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Home arrow COMMUNITY arrow Health & Fitness arrow Hip bone’s connected to the knee bone . . .


Hip bone’s connected to the knee bone . . .

A new approach to total hip-replacement surgery comes at the right time, as surgeons expect an increased demand for both hip- and knee-replacement procedures

LA GRANDE — The Grande Ronde Hospital Orthopedic Clinic welcomes Dr. Ben Olson this September, who will introduce the most current surgical technique to total hip-replacement surgery — the anterior approach.

At a recent DocTalk meeting at the Grande Ronde Hospital (GRH), orthopedic surgeon Dr. Chad Burgoyne introduced his new clinic associate, Olson, as they both spoke about knee and hip replacements and serving an aging population of baby boomers throughout Northeastern Oregon. 

“As baby boomers start emerging into their senior years, we’ll see more need for knee and hip replacements,” said Burgoyne. “One-third of my practice is joint replacements, and I also practice at the Wallowa Memorial Hospital.”

Burgoyne said he currently performs about six knee replacements per month, but he anticipates an increase, especially among the 65- to 70-year-old patient population.

The main cause of joint pain is osteoarthritis, which destroys the bone’s natural elastic cushion (cartilage). Osteoarthritis is a degenerative disease and an estimated 70 million people in the U.S. have a form of arthritis. This often leads to bone-on-bone contact, soreness and swelling.

Knowing when it’s time to consider knee or hip arthroplasty is an individual issue that a patient needs to discuss with an orthopedic specialist.

“When considering knee or hip replacement, ask yourself if your pain limits what you can do,” said Burgoyne. “We all live with a certain amount of pain, but if your pain is at 4 or 5, then it may be time to do something about it.”

In addition to pain, Olson said there are other tell-tale symptoms, including a continuum of arthritis, a leg-length discrepancy, one hip higher than the other, pain that makes you grumpy and having a hard time bending down or tying your shoe.

“The pain may radiate to the knee and hip or you may have muscle spasms at the hip and nothing is working,” said Olson. “Then it’s time to try different modalities of treatment.”

Some of the conservative approaches that Olson and Burgoyne would recommend for joint pain include water therapy, exercise and physical therapy, medications (NSAIDS) and steroid injections.

“We’re cautious with anti-inflammatories,” Olson said, “because the hip is not approved for lubricant injections.”

When the conservative approaches to treatment fail to work, then surgery will be discussed with the patient.

“It’s difficult to tell when that time is right. We try everything, and this is the next step,” said Olson, “but hip-  and knee-replacement surgeries are the most successful treatment in all medicine. Ninety percent of patients were able to return to their favorite activities.”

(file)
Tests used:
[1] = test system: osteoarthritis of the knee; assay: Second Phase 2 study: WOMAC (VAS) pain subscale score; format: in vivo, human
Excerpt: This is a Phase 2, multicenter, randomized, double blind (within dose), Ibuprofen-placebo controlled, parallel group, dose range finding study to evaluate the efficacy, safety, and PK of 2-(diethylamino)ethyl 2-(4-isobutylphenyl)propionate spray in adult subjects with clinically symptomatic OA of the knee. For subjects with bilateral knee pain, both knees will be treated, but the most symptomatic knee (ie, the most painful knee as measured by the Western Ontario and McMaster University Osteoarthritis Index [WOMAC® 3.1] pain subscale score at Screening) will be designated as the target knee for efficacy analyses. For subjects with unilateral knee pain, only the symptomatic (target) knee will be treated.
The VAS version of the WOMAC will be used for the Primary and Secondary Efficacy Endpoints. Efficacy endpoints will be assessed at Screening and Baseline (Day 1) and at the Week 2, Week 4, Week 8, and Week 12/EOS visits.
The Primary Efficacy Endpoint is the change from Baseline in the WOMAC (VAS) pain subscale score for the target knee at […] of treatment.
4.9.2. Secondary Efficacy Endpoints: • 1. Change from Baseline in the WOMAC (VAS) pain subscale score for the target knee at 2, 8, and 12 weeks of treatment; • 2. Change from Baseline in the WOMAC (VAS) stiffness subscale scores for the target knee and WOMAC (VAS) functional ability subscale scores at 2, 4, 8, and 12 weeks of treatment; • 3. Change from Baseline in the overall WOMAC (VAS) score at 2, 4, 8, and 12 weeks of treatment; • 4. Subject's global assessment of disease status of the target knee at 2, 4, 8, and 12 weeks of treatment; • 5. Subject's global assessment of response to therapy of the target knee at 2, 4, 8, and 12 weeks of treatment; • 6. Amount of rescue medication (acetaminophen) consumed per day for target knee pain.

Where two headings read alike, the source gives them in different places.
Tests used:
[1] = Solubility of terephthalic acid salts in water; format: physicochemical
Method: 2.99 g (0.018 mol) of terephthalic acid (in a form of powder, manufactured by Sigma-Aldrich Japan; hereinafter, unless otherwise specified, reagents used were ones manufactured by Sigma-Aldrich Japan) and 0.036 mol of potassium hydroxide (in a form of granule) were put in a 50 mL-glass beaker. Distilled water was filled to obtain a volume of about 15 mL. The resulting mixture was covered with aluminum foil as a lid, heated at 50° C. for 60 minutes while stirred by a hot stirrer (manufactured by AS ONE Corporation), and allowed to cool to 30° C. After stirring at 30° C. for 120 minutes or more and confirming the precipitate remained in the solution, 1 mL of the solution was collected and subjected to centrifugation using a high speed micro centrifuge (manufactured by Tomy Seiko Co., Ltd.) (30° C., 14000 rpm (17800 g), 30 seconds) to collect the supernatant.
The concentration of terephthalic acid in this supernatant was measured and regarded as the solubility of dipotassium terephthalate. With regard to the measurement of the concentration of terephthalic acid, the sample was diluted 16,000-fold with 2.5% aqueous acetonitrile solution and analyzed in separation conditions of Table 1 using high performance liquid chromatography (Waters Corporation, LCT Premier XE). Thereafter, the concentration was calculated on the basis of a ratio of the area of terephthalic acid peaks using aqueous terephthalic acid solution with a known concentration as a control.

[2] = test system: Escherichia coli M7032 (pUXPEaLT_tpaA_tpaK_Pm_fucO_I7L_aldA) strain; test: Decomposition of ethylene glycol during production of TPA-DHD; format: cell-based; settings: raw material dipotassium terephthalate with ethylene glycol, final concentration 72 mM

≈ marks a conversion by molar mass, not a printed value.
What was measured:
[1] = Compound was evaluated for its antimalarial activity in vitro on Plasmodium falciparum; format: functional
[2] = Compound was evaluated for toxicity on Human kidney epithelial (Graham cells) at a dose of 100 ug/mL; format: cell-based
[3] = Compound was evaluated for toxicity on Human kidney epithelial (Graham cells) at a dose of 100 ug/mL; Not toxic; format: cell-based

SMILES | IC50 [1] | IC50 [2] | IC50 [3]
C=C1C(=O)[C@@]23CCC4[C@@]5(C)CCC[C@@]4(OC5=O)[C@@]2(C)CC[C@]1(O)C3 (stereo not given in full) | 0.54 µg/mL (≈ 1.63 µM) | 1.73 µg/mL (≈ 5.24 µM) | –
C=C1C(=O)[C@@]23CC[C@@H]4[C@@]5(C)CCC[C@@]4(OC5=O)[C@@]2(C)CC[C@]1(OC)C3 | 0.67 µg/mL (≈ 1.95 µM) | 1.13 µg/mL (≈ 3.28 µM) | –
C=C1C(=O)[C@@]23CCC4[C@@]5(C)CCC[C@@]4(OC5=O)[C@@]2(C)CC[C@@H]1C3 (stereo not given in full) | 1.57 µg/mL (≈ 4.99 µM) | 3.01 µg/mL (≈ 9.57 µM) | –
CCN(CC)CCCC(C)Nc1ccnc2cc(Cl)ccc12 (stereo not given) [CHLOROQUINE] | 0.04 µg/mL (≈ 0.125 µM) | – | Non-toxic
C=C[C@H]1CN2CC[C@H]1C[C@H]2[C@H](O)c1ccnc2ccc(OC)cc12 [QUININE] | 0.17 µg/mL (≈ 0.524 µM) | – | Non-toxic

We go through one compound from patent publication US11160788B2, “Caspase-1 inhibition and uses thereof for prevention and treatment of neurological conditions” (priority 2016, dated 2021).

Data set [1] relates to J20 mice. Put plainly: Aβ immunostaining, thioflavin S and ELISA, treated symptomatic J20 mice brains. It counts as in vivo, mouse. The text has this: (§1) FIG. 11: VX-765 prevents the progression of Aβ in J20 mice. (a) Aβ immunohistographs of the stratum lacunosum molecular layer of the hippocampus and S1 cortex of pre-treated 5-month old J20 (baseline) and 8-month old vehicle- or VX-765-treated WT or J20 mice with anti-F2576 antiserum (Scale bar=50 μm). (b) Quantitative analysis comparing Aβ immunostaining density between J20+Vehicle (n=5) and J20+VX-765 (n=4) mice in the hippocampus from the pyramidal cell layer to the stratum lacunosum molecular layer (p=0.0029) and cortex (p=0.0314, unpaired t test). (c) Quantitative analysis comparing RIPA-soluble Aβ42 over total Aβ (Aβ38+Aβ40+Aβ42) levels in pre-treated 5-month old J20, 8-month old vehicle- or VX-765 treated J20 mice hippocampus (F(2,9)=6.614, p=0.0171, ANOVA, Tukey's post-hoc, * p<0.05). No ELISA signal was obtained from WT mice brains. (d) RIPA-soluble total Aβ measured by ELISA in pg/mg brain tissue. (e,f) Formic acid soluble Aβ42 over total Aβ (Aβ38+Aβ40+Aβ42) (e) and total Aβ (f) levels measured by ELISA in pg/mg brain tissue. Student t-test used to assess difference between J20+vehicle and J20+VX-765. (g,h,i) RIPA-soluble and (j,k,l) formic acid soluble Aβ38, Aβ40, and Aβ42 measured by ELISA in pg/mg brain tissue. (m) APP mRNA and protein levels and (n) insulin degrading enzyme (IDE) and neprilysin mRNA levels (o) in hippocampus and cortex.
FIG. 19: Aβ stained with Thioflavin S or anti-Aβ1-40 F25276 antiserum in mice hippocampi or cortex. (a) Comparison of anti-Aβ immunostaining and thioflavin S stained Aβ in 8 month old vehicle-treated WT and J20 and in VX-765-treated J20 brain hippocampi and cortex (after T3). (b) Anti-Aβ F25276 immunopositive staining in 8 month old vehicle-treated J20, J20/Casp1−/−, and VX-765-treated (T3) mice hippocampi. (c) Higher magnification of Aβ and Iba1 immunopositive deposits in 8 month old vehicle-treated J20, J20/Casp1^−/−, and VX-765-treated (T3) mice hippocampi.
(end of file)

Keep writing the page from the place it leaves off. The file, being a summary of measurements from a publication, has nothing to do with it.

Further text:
Olson and Burgoyne both have sports medicine backgrounds and have frequently treated a variety of knee and hip-related injuries.

“In 2011 over 325,000 total hip replacements were performed in the U.S. I’ve participated in 500 joint replacement surgeries on patients of all ages,” said Olson, who had a sports medicine fellowship with the University of New Mexico in Albuquerque.

With the addition of Olson to the GRH Orthopedic Clinic, he will introduce the anterior (front) approach to hip replacement, a less invasive surgery with several benefits over the traditional posterior (back) and lateral (side) approaches.

The anterior approach means that the incision is performed in front of the hip joint on the thigh instead of on the side of the hip or on the buttock. With the anterior approach, the patient lies on his back while a small incision (6 to 8 centimeters) is made — unlike the posterior or lateral approaches where the patient lies on his stomach or side during surgery.

With the anterior approach, the surgeon works between the muscles and tissues without detaching them from the hip or thigh bones. This lends to a faster recovery for many patients and fewer restrictions during recovery.

With a posterior or lateral approach, the muscles are detached and more tissues are disrupted during surgery. Also patients who had the posterior approach sometimes dislocated the new hip through the rear muscles while bending over during recovery.

In an anterior approach, the surgeon can check the component placement and leg length using X-rays during the procedure, but with the posterior or lateral approach, post-operative X-rays are taken to check the component placement and leg length.

As with all surgeries, Olson said there are risks. In the case of hip- replacement surgery, 1.63 percent of patients experience some post-operative problems, but overall, studies show that more than 96 percent of patients who had a hip replacement move freely without pain.

Burgoyne added that with knee surgery, the volume of blood loss averages about 750 cubic centimeters (cc) and for hip surgery even less at 250 cc. At these low volumes, blood transfusions are not deemed necessary, and the patient benefits.

“We find patients seem to recover faster and have less post-operative complications without blood,” said Olson.

The introduction of the anterior approach to hip-replacement surgery at the GRH, will allow rural patients throughout Northeastern Oregon equal access to the most current technology available in arthroplasty.

For an appointment with any of the GRH orthopedic clinic specialists, call the clinic at 541-663-3100. The clinic is at 710 Sunset Drive, Suite F, in La Grande.


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